This was too nerdy to post on Facebook and Instagram so I’m just going to leave it here.
The other day at the market, I stumbled onto a store that specializes in shell fish. Lots of shrimp varieties — some with long arms, others with long antennas, there were scallops and oysters but the thing that caught my eye were the crabs.
There were six different grades of crabs, ranging from USD$15 all the way up to over USD$100. They weren’t in water but still alive! I know, I know. I get how Tsukiji is known to have the freshest fish but the crabs were flown in from Hokkaido. Nemuro, Hokkaido to be exact.
Nemuro to Tokyo is an hour and 55 minute plane ride but there is only one flight per day in the afternoon. Since there are three flights from Nemuro to Sapporo (a main city in Hokkaido) maybe they flew the crabs to Sapporo first then to Tokyo? Sapporo to Tokyo is about a four hour plane ride away. And it was around 10 am at the market… working backwards these crabs were still alive and kicking being out of the ocean for over 24 hours. What in the world? How is this possible?? Did the crab people transport the crabs in ocean water??? Doesn’t the water splash all over the plane???? How much is the shipping????? There were so many questions firing through my brain at once.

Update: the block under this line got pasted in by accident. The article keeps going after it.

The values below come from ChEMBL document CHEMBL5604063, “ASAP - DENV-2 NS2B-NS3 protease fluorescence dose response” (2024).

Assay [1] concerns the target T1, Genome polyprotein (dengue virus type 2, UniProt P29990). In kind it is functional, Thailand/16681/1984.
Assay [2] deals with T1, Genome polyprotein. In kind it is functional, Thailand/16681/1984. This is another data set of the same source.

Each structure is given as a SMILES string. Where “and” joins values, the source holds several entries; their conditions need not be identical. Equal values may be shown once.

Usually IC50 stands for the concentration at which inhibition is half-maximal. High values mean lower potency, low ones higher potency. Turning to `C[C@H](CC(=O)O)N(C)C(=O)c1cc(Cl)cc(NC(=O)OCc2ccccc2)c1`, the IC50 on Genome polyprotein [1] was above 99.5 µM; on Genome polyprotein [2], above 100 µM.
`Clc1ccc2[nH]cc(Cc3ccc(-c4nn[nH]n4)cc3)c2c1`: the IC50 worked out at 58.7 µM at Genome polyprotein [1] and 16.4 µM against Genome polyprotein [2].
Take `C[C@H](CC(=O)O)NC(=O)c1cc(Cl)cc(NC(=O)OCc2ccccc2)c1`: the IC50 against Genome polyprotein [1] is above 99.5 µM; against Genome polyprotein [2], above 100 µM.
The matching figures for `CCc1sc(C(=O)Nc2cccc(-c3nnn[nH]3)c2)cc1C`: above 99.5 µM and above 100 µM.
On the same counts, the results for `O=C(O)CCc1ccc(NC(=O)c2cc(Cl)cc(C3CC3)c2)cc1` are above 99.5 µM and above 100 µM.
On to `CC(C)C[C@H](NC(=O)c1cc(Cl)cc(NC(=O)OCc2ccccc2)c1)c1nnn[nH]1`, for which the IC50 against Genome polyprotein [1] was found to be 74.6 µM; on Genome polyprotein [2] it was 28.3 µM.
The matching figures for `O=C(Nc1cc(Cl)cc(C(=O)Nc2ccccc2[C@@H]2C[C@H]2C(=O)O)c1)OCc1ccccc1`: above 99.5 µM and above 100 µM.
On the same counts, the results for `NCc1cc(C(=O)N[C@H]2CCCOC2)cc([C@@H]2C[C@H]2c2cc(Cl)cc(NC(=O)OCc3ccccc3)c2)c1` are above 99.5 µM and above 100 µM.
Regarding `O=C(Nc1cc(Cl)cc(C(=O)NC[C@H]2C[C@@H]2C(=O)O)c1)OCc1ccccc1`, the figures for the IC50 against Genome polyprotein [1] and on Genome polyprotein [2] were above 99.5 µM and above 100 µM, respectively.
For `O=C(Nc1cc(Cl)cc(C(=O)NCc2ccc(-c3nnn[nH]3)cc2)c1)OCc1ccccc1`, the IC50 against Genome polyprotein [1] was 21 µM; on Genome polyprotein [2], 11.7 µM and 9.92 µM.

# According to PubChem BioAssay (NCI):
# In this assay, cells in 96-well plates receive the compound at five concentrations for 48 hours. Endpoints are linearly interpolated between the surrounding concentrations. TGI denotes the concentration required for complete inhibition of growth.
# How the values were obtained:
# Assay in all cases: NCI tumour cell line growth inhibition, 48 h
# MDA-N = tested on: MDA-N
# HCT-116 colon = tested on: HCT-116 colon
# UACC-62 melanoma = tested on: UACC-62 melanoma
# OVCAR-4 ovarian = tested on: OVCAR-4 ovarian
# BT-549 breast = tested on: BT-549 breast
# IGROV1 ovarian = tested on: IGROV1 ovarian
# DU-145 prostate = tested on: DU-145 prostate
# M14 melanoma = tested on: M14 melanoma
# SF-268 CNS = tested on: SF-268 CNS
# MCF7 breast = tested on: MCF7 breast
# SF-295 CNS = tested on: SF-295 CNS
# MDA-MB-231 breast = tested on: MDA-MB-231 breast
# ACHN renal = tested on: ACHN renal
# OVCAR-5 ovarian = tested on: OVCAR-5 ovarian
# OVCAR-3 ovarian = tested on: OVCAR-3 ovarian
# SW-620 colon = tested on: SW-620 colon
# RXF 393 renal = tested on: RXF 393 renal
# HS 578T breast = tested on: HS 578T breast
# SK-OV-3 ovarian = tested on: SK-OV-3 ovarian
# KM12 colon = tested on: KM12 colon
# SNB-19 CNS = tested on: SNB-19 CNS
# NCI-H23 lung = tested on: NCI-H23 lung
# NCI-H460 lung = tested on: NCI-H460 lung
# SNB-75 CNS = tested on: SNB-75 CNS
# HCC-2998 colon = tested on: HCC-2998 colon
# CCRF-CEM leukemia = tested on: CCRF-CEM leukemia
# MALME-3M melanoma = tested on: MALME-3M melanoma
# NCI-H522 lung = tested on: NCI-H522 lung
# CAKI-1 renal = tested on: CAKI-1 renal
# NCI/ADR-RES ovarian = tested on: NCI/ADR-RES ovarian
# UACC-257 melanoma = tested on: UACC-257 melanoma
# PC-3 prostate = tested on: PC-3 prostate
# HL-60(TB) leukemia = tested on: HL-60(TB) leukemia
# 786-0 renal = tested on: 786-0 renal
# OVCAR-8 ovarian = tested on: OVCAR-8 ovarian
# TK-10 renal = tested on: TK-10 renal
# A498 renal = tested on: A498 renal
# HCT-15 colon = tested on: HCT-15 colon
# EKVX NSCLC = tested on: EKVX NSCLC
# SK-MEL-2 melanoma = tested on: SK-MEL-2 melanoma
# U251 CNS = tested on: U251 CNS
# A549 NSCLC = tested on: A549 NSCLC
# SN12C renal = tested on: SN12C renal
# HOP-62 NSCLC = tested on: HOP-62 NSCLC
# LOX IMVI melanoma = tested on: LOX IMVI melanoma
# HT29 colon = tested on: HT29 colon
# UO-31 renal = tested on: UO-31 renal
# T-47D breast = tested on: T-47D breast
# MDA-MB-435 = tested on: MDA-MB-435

Then I noticed there were some weird crumbles that covered the crab so I asked the guy: what is that on top of those guys?
Him: aljkfalskdjflaskdj (some Japanese word I had never heard before)
Me: I’m sorry, one more time?
Him: oga-alkdjf;aljkdf;lakdjflas (I only caught the first part)
Me: I’m so sorry, can you tell me one last time? *whips out phone*
Me: *punches it into my phone, shows him…* are these the correct characters?
Him: *laughs* yes (he probably thought I was some freak)
I walked away from the stand to get out of people’s ways and googled. The word was ogakuzu 大鋸屑. Ogakuzu is sawdust.
Turns out, sawdust has been used for centuries in Japan to maintain freshness when transporting mushrooms (enoki, nameko, shiitake, etc.) and also shrimp and crab. The reason being, a pile of sawdust sustains temperatures so the crustaceans and fungi arrive in their most optimal form.
That information enough is mind-blowing (I love learning new things) but who, when and how did someone even think of storing mushrooms, shrimp and crab in a mound of sawdust of all things?
These inane tid-bits I’m picking up every day are so fascinating. I love the market so much.
I’m planning to visit that stand a few more times before asking the store keepers how these crabs are transported from Nemuro, Hokkaido to Tokyo.
What? Inquiring minds want to know.
Today I learned there are cargo flights and trucks shuttling seafood from Hokkaido to Tokyo. With a truck, it takes a day. An airplane, the seafood arrives within a day.
Crabs apparently don’t need water to survive. (Some of them even dig holes in the sand and live there. Who knew?) They only require a certain temperature. So the crabs in the sawdust over a bed of ice is enough to keep them alive for several days.